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Posts Tagged ‘PDNA’

Report released March 29, 2010

Often adults think that children and youth don’t have the capacity to express themselves or make good decisions.  I’ve been working with kids for a long time and I wholeheartedly disagree.  It makes me cringe when I hear adults making a big fuss out of something intelligent that a child or a young person says.

I’m not amazed anymore when kids say something profound or brilliant – I’ve come to expect it.  When trusted and given a comfortable space to say what they think, children and young people tend to bring critical insights to a situation, especially when it’s one that directly impacts on them and their lives.

So when adults are designing and implementing programs, instead of assuming that they know what is best for children and youth, it’s a good idea to actually ask them and involve them.

The “Children’s Voices in the PDNA” project (implemented by Plan with support from UNICEF) did exactly that:  experienced Haitian facilitators developed a child friendly methodology to consult with 54 groups of children and youth – almost 1000 kids in total – in 9 departments in Haiti to find out what they wanted to see in the new Haiti.  The resulting document in full can be found here, and is well worth a look-through.

The consultations focused on a few broad areas:

  • the impact of the January 2010 earthquake on children’s and youth’s lives and that of their communities
  • their visions for the reconstruction and long-term development of their country
  • their views regarding their present situations and future risks they may face
  • their ideas on how they would like to participate the future development of their country.

The project aimed at not only gathering opinions and ideas from the participating children and youth to feed into the PDNA, but to help them understand the PDNA process and how it would link into the long-term reconstruction in Haiti and impact on their own lives. Children and youth were also given the space to share ideas for accountability, monitoring and evaluation mechanisms.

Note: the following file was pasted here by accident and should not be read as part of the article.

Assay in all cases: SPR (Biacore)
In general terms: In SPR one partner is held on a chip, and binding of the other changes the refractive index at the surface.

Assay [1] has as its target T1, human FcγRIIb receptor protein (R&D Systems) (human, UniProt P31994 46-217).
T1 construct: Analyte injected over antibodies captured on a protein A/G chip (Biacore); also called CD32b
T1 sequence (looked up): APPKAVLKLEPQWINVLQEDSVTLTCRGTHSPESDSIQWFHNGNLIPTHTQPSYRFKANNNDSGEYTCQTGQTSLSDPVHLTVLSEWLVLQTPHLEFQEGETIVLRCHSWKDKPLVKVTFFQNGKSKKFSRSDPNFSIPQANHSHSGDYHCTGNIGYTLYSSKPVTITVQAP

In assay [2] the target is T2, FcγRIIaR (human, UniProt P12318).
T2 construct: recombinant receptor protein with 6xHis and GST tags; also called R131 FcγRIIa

Participants were divided into age-based groups (5-10, 11-16 and 17-24 year olds) for the consultations, and their responses were recorded according to sex in order to ensure that gender-based information was available for future program planning.  The 4 main categories of the PDNA were included as well: social sectors, infrastructure, production sectors, and governance/security. In order to ensure a holistic approach when coming up with solutions, the root causes of vulnerability and risk were discussed.  Environmental hazards such as earthquakes, floods, landslides, and social risks like child trafficking, child protection, violence and abuse were addressed.  A summary of the children and youths priorities by age and sex is found on page 19 of the document.

Children and youth certainly had something to say.

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I want a different Haiti where we, the youth, have a chance to participate with the government; we can be part of the government and of all activities in the country. In the past, youth had been completely excluded; we need a new strategy or approach to achieve this end.” Boy in age group 11-16, Croix des Bouquets

I’m sure we’ll have a better Haiti with the participation of youth and children. Then, Haiti would become a beautiful country. Haiti cannot be rebuilt without the participation of children and youth, we are Haiti’s present, we will be Haiti’s future.” Girl in age group 11-16yrs, Croix des Bouquets

After the earthquake, I have seen a deprived youth. The country had assumed a thinking mind on behalf of Haitian youth. Because in my vision, I saw there was no future for the youth. We need to make men act consciously to facilitate equal distribution of things and to help every citizen according to his needs. My advice would be to decentralize the country, think of the whole country and rebuild the country consciously. Awareness is crucial to achieve a better distribution of international aid so it can benefit those most in need.” 22 year old male, Cyvadier / South-East